In addition to maintaining the University’s computing and network services, Information Technology Services (ITS) provides students with a variety of support options:
- General information about SU computing and services offered by ITS can be found by searching the ITS public website at http://its.syr.edu.
- Help with NetID account issues is available on the ITS NetID Services web page at http://netid.syr.edu.
- Students, faculty, and staff can visit the ITS Service Center. Center location, hours and services are available on the ITS website at http://its.syr.edu/support/student.cfm.
- Students, faculty, and staff can call the ITS Service Center at 315-443-2677, or e-mail firstname.lastname@example.org.
- Online support information is available at http://answers.syr.edu.
Located on campus at 111 Waverly Avenue, Syracuse University Health Services (SUHS) specializes in college health and serves the health care needs of SU students. SUHS provides student-centered ambulatory health care. On campus services include:
- Office visits
- Immunizations, vaccines
- Ambulance & nonurgent medical transport
- Travel medicine
- Nutrition Counseling
- Health education
- Public health monitoring and oversight
- Health Insurance
Office visits are provided by appointment. To make an appointment, call 315-443-9005.
Xray services and referral for specialty consultation can be arranged by the medical provider.
Medical records are maintained for all students and all information is kept confidential. Protected health information can ONLY be released with written consent of the patient.
Syracuse University Ambulance (SUA) provides basic life-support-level emergency medical and other services to the SU community. For ambulance service, call 711 from a campus phone, #SU from a cell phone, or 315-443-4299.
Student Health Insurance
Unexpected health care expenses can jeopardize a student’s financial stability or create barriers toward completing a degree. While all students can receive primary care through Syracuse University health Services, services needed beyond primary care, such as hospitalization, surgery, or specialty care, are performed off-campus. Health insurance provides students with the reassurance that they are prepared for any medical situation.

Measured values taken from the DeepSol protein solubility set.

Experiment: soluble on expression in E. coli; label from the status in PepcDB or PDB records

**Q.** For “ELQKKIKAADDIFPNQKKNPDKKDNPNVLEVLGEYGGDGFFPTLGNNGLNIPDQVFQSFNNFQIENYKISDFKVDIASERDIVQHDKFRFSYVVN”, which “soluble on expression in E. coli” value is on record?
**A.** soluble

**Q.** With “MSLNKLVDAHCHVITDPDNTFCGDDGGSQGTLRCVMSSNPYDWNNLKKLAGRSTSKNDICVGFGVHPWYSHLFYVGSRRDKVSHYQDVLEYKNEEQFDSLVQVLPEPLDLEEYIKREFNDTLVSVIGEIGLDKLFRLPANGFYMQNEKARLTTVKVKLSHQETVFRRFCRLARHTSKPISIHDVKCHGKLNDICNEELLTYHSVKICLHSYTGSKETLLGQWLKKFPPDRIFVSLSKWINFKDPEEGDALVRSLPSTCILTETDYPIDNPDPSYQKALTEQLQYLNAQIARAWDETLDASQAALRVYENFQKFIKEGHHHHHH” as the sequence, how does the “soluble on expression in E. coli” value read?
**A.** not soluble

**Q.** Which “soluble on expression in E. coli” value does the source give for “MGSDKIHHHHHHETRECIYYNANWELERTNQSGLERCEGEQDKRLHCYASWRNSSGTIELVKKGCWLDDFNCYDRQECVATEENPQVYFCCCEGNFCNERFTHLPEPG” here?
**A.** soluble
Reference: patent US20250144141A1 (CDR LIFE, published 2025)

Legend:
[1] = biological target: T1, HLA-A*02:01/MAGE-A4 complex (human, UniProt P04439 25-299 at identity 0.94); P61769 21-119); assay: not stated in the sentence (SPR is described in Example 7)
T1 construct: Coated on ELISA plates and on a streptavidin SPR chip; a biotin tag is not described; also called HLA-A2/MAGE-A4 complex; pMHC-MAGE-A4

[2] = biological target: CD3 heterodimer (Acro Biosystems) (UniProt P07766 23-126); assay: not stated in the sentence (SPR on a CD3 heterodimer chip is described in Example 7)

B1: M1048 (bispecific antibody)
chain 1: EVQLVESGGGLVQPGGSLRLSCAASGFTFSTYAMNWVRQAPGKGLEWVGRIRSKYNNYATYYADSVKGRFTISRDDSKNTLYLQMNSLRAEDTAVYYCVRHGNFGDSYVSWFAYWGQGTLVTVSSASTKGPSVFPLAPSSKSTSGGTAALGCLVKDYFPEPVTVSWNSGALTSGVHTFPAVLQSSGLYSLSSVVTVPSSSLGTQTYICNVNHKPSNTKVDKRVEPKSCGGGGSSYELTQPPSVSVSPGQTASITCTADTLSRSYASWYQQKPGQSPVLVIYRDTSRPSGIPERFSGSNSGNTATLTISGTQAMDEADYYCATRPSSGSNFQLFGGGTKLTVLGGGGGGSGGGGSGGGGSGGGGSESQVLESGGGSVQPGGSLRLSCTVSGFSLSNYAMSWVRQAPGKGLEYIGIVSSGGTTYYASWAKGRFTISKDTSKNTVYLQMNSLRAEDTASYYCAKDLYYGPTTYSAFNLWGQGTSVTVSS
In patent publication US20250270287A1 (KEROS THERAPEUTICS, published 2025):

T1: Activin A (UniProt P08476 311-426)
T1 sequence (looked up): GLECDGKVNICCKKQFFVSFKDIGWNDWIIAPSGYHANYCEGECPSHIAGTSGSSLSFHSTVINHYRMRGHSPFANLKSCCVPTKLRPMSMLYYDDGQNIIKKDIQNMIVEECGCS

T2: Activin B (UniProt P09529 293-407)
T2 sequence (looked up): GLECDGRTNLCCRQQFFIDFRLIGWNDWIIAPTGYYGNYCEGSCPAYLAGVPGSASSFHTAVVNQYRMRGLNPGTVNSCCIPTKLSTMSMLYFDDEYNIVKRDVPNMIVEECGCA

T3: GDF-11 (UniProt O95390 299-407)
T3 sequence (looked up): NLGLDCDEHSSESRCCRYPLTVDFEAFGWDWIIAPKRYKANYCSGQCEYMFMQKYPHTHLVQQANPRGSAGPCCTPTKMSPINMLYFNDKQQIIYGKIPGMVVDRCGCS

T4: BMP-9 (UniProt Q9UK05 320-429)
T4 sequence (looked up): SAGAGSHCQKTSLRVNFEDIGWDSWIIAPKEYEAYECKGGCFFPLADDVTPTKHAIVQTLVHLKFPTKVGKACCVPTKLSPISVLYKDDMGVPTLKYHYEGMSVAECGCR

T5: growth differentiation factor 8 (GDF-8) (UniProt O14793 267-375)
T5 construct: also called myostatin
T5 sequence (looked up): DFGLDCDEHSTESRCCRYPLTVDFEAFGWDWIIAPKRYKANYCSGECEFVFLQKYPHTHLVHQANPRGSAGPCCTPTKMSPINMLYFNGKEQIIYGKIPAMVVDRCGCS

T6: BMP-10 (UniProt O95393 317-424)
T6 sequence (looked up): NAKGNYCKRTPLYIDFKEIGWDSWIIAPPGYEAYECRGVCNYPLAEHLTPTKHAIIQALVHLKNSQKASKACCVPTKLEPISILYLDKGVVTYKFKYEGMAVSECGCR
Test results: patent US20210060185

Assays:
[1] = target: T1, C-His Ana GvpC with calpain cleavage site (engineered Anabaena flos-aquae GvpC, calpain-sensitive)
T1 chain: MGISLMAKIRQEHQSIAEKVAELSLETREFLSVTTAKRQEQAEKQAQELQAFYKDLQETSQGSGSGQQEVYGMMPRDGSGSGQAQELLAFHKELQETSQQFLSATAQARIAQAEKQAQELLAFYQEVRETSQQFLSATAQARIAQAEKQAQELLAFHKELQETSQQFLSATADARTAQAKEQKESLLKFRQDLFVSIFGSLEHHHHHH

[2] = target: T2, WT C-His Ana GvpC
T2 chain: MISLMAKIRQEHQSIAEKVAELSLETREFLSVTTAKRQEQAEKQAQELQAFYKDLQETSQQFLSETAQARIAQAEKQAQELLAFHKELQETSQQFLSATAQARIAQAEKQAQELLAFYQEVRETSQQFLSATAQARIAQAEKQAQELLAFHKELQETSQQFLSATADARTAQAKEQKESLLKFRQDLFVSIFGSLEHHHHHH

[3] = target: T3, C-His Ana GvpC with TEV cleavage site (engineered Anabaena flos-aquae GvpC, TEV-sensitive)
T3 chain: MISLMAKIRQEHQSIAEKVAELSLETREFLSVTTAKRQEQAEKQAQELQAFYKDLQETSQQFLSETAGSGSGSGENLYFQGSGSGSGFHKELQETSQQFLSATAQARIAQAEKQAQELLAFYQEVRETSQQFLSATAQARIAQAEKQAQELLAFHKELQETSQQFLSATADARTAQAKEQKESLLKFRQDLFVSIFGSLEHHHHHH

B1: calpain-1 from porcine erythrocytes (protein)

All full-time matriculated students will need to provide proof they have health insurance in a plan that is US based, meets the criteria of the Affordable Care Act and has coverage beyond urgent and emergency care in the Syracuse area.
Students should always carry their health insurance information with them. Additional information, including a Frequently Asked Questions page, is available on our websitehttp://health.syr.edu/new-student-health-insurance-plan.html.
Proof of immunity to measles, mumps, and rubella (which may be obtained by contacting your high school or primary care physician) and a completed response form related to meningococcal meningitis vaccine are required by New York State public health law.
The Health History and Immunization Form must be sent or faxed (315-443-9010) to Health Services prior to a student’s arrival on campus. If these documents are not received prior to arrival, students will risk strict administrative consequences, including the inability to register for classes.
If you do not have the information available to complete this form, or have questions, or concerns, please contact Health Services at 315-443-9005.
Additional information is available at health.syr.edu
Suite 235, Schine Student Center
Career Services is here to help students design their college experience and apply it to the world of work. From deciding on a major to searching for jobs and internships to preparing for interviews, Career Services provides individualized career guidance. Additionally, the office hosts large-scale events and programs that connect students with employers and SU alumni in their desired career fields.
Students are encouraged to utilize both the central Career Services office in the Schine Student Center, as well as the career office in their home school/college. Visiting both offices early in their college careers is recommended.
A brief description of services: